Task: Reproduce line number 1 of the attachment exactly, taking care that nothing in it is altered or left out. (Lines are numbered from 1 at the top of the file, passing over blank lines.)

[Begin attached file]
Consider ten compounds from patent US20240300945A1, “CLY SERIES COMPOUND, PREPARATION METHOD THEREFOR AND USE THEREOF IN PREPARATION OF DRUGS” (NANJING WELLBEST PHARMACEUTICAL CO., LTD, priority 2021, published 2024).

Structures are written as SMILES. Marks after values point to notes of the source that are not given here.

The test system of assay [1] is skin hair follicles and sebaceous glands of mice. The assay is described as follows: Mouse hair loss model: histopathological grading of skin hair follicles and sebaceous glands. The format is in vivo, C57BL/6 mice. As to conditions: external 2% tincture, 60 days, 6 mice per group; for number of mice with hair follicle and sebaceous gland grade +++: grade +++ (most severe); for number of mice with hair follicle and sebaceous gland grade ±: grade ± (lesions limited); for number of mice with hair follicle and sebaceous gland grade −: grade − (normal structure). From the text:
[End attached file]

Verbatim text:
Consider ten compounds from patent US20240300945A1, “CLY SERIES COMPOUND, PREPARATION METHOD THEREFOR AND USE THEREOF IN PREPARATION OF DRUGS” (NANJING WELLBEST PHARMACEUTICAL CO., LTD, priority 2021, published 2024).